The energy beam the Enterprise provides the creature emerges from the center of the saucer section instead of from the main phaser banks, as the dialogue indicates it should come from. [This is corrected in the remastered high definition version.]
     Being super pedantic now, but this isn't the "next" generation - depending on how you count them, it's at least two generations along.

Classic Lines: "If we're going to be damned, let's be damned for what we really are."
     Picard to Q: "If you'd earned that uniform you're wearing, you'd know that the unknown is what brings us out here."
     McCoy on the new Enterprise: "Well, this is a new ship, but she's got the right name. Now you remember that, you hear. You treat her like a lady, and she'll always bring you home."

Cringe Lines: Picard, giving fodder to all the critics: "I'm sure most [missions] will be much more interesting."

Casualty Report: Lt. Torres (at the conn) and Lt. Yar (in the courtroom) are both frozen by Q, although both recover. There are also likely many casualties in the old Bandi city when the one space jellyfish starts firing on it, although we don't ultimately hear one way or the other if this was actually the case. Oh, and that one soldier in the courtroom is killed, although it's not really clear just how real that is.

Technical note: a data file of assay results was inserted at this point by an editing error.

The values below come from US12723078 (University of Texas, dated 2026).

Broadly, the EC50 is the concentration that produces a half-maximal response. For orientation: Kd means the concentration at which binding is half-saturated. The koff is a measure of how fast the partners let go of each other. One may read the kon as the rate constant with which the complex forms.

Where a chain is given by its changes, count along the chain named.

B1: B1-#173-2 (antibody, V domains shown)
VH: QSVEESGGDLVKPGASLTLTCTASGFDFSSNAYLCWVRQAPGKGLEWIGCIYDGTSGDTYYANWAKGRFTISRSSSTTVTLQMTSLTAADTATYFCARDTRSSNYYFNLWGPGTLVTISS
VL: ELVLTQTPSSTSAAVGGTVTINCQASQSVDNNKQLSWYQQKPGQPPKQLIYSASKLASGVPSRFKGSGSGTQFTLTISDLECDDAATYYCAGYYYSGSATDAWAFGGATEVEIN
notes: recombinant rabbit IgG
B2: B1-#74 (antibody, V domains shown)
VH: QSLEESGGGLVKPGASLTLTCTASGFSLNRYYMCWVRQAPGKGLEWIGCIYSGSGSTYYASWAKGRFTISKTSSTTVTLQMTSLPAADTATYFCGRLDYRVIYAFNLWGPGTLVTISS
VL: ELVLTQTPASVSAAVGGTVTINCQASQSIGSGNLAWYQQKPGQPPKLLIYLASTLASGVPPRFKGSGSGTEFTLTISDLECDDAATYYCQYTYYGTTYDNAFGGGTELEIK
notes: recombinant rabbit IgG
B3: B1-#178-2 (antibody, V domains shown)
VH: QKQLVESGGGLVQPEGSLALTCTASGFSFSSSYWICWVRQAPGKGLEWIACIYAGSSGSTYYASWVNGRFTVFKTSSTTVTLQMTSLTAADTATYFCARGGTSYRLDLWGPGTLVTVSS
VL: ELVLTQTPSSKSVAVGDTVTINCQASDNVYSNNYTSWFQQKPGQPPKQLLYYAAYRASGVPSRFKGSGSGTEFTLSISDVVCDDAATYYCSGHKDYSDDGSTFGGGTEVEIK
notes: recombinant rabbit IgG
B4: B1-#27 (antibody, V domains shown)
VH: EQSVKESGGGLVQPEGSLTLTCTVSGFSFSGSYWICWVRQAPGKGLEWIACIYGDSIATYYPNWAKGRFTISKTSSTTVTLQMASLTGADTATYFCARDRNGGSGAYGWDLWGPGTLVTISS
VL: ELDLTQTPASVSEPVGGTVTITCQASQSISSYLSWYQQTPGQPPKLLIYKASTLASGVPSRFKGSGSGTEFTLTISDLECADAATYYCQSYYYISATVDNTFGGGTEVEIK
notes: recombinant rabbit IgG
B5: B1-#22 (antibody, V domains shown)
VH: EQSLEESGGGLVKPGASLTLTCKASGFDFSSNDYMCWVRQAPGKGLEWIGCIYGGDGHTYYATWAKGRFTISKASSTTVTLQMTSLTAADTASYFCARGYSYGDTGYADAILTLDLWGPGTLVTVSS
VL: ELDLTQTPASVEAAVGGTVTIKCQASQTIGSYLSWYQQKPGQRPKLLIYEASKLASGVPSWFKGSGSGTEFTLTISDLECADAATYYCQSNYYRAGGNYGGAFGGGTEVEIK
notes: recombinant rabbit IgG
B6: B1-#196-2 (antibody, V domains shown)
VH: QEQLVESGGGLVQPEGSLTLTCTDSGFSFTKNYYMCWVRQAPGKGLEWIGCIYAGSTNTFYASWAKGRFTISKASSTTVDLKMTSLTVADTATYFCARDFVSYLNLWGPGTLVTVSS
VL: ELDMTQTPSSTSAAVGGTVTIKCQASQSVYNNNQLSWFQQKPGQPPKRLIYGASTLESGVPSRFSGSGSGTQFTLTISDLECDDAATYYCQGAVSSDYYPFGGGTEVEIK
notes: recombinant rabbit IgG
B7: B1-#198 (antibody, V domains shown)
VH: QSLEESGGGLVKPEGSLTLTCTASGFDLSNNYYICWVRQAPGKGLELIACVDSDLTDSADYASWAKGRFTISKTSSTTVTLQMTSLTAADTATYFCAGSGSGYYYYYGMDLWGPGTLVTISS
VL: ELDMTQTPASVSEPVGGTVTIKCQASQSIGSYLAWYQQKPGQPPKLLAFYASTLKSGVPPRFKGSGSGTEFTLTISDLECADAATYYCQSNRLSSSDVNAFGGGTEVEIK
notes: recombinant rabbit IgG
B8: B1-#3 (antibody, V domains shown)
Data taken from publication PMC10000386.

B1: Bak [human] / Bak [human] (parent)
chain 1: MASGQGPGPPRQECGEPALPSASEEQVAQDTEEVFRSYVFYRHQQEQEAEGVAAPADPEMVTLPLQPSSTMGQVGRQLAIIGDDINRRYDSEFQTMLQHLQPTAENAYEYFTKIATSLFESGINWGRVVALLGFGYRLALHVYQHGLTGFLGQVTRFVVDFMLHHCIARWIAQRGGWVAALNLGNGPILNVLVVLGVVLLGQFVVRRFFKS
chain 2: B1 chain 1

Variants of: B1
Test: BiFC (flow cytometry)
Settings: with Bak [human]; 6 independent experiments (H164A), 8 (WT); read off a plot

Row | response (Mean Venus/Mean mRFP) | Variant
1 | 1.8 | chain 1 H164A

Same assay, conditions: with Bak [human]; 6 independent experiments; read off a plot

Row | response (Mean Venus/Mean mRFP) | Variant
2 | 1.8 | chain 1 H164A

Alien Love: The two space jellyfish certainly seem affectionate toward each other. We're also told of a past history between Riker and Troi. [As we noted under Star Trek: The Motion Picture, this relationship seems to be lifted more or less wholesale from the prior relationship between Decker and Ilia in what was going to be Star Trek: Phase II but became the first movie instead.]

Library Computer: [This is gonna take a while.]